Carbon dating and logarithms
How Stuff Works videos website Yes, I know the clothes are a bit out-dated, but this video provides a great visual of the logarithmic scale, shows example problems being solved step-by-step, and talks about actual use of the Richter scale.Redwood Center for Theoretical Neuroscience, University of California, Berkeley Scroll down to the heading "Sound intensity - the decibel scale." This gives a good background and description of why logarithms were chosen.IONCMASTE (Imperial Oil National Center for Mathematics, Science, and Technology Education This is a great visual example of the brightness of stars of different magnitudes. This website explains what carbon dating is, what it is used for, and how it works.It shows the formula used and gives a sample problem.However, the principle of carbon-14 dating applies to other isotopes as well.Potassium-40 is another radioactive element naturally found in your body and has a half-life of 1.3 billion years.Click on the three links at the top of the page to see a list of magnitudes, a visual picture of the Richter scale, and comparing the Richter scale to the Mercalli scale.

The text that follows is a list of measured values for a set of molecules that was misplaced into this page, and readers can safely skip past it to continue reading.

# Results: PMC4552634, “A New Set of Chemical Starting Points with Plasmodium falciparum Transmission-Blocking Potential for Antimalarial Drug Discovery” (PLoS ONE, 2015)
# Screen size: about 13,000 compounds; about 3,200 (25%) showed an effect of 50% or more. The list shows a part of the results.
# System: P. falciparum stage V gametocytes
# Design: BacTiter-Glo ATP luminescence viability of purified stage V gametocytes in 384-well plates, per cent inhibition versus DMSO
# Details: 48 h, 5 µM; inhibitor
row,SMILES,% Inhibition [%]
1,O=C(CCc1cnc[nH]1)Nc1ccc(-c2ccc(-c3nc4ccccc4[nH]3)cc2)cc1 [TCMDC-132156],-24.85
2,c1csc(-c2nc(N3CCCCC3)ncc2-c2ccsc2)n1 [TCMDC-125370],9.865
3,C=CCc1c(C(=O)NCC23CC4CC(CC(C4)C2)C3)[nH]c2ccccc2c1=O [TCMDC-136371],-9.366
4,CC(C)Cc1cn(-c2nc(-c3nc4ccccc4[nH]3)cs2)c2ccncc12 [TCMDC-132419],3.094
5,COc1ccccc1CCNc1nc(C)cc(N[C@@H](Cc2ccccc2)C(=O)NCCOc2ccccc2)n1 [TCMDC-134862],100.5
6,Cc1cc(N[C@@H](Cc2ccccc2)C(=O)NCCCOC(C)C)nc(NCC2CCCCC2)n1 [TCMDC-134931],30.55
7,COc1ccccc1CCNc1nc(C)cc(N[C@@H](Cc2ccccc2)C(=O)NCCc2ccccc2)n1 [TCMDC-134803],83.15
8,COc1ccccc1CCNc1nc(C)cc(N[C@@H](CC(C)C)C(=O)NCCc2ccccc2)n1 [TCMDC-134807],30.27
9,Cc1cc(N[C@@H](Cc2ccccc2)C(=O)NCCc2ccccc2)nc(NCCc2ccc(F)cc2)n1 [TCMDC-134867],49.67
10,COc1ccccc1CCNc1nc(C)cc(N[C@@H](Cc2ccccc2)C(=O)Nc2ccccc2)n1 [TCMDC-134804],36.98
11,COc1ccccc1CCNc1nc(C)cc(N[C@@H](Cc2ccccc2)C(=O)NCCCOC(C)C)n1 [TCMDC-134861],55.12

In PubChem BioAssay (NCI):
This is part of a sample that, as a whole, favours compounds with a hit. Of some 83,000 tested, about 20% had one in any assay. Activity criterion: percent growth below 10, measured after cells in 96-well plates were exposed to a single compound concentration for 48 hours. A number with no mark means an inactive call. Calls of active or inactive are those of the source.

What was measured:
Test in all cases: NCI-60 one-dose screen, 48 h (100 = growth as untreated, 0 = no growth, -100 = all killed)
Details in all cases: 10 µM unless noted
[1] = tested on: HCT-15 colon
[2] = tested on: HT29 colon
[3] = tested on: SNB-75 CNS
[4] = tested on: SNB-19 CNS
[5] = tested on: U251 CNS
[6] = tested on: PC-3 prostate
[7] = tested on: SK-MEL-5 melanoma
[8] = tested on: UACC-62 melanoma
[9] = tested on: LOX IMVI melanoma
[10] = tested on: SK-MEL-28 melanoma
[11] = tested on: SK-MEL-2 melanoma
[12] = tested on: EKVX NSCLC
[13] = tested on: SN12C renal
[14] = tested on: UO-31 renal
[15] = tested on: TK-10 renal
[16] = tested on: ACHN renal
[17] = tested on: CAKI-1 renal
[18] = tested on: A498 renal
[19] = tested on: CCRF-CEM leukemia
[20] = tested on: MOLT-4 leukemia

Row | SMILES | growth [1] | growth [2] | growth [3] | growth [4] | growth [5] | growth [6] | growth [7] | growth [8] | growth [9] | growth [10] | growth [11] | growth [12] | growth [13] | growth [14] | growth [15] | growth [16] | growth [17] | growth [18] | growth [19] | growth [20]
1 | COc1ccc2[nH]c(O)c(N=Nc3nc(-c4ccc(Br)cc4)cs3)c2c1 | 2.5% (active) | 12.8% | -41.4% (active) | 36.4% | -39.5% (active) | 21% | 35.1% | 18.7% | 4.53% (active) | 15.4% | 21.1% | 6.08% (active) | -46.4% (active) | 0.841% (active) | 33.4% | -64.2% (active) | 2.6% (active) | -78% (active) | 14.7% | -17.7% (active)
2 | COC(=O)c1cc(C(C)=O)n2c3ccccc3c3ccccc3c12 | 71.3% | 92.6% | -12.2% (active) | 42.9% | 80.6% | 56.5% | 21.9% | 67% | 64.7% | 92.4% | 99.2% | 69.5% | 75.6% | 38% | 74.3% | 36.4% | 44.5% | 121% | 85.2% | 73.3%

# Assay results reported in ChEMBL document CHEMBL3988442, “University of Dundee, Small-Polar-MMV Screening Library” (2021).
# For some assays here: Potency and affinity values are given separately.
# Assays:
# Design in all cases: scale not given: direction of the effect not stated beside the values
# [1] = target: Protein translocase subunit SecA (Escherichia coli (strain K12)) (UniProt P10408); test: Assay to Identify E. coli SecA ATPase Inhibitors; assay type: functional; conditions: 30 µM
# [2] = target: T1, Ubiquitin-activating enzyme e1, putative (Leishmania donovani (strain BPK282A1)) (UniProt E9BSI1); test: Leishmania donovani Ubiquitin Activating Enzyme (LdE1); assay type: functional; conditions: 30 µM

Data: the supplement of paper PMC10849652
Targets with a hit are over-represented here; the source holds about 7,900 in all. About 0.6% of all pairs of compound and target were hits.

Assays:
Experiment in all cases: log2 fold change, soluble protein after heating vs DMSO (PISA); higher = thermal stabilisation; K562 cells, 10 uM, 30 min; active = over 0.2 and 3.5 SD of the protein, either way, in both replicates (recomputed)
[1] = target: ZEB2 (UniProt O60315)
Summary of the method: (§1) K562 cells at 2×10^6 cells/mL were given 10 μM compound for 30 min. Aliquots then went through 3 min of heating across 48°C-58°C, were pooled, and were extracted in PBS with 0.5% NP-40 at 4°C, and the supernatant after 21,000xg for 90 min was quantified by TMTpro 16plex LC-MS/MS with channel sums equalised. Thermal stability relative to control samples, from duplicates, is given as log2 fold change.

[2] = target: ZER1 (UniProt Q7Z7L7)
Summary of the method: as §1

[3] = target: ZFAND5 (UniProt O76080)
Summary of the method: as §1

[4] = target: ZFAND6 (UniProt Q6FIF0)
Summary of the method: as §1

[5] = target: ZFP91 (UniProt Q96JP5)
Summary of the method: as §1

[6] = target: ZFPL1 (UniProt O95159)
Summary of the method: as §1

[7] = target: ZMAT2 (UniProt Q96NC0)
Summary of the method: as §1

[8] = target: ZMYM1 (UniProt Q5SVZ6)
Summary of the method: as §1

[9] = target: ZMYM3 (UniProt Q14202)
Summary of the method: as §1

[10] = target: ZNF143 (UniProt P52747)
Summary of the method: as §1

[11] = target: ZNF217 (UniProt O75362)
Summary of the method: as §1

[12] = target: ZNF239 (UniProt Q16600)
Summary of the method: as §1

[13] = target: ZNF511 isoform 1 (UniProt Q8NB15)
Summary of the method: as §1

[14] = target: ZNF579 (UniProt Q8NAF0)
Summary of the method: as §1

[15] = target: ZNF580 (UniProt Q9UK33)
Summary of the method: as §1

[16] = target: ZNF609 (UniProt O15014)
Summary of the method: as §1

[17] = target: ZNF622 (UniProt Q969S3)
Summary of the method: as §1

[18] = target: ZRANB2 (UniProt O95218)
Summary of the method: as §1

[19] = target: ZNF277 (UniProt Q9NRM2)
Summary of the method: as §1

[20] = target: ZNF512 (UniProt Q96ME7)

Anything that dies after the 1940s, when Nuclear bombs, nuclear reactors and open-air nuclear tests started changing things, will be harder to date precisely.The stable form of carbon is carbon 12 and the radioactive isotope carbon 14 decays over time into nitrogen 14 and other particles.Carbon is naturally in all living organisms and is replenished in the tissues by eating other organisms or by breathing air that contains carbon. As soon as a living organism dies, it stops taking in new carbon.The ratio of carbon-12 to carbon-14 at the moment of death is the same as every other living thing, but the carbon-14 decays and is not replaced.